to Acquire Scour

By Robert Menta- 11/06/00

A month after declaring bankruptcy, file-swapping company Scour has found a buyer in, which is a portal for the legal download of MP3 and other digital music files will acquire Scour for $5 million and 527,918 shares of preferred stock. The deal is pending the approval of U.S. Bankruptcy Court for the Central District of California in Los Angeles, where Scour filed for Chapter 11 bankruptcy protection.

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Coming only days after Napster announced its pact with music giant Bertelsmann, Scour is the second peer-to-peer company to work a deal.

"We're making a bet here that peer-to-peer really does matter," said chief executive Rob Reid. "But we think if we can get an excellent peer-to-peer system, without the legal baggage, we can create something huge."

Like Napster, the agreement does not rescue Scour from impending lawsuits by the record industry, which is starting to see its lobby and litigation efforts come to fruition. The major labels all but dried up the available funds for budding digital music companies through these tactics, forcing companies like Atomic Pop and Scour to bankruptcy court.

Atomic Pop died a quick death, but it looks like Scour, who in early in September laid off two-thirds of its staff, has been savedůsort of. will not take any financial liability for the pending lawsuit and so Scour will be shut down within "a few weeks or a few days," Reid said. This is a big win the major labels and the Recording Industry Association of America (RIAA) have been looking for.

"I have been assured by's management that prior to the acquisition of the file exchange service and search engine service will be shut down," RIAA chief executive Hilary Rosen said in a stern statement. "Any resolution of the lawsuit will depend upon Scour and following through on this commitment."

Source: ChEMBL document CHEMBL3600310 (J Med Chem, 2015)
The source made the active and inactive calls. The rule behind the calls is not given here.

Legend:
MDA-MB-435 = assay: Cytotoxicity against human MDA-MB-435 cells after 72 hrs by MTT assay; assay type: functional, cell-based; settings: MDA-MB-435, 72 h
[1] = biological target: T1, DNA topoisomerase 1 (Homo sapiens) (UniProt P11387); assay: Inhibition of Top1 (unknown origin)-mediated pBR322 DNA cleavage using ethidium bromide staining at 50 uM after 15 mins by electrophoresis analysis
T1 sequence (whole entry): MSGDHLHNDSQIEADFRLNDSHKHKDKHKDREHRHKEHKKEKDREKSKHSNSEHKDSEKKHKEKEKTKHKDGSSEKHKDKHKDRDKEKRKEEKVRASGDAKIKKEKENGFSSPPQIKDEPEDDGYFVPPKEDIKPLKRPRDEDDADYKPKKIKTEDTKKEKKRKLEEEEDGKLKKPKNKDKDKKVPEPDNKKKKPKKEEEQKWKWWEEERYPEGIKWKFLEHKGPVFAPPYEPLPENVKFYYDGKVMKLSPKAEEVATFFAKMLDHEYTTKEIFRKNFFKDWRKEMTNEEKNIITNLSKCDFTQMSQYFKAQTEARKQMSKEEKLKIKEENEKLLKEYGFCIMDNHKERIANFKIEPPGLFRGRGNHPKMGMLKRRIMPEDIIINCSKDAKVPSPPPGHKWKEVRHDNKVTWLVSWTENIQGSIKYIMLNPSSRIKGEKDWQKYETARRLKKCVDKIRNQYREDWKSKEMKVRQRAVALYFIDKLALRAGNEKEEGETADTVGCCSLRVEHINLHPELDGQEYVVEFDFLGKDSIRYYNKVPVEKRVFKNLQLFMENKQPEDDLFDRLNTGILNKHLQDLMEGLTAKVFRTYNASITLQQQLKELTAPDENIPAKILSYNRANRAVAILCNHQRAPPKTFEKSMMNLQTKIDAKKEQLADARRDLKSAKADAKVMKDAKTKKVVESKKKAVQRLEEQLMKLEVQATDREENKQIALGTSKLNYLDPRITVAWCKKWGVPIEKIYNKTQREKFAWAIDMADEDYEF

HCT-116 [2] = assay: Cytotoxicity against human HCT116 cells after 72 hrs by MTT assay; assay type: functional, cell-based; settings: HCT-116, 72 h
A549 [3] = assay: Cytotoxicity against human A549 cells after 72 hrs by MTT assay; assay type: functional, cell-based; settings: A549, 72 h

Reid said the will get the peer-to-peer technology, Scour's technical team, and other search mechanisms on the service. From this they hope to retool the technology to satisfy the traditional music industry.

But as Steve Jones observed in his USA Today article 'Major labels distort ideal ease of downloading' the recording industry's attempts at selling digital music online have been less than ideal:

The musical bottom line: I know my way around a computer, and 80% of the time I was lost. The record companies have been uniformly vocal in their objections to Net piracy, but they couldn't get together long enough to decide on a common, compatible way to offer their music to consumers -- one that the average person could navigate through.

Two system freezes. Conflicted files. Four reboots. A frustrating experience, and one that highlights the simplicity of the less legitimate Net alternatives.

Satisfying the RIAA and their security fears may render Scour's technology considerably less user friendly. With FreeNet, Gnutella, Swapster, and other non-centralized peer-to-peer programs out there, a failure to put the needs of the customer over the profit motives of the recording industry may only serve to drive users to these other services.

But then the act of shutting down Scour alone will probably do that automatically.

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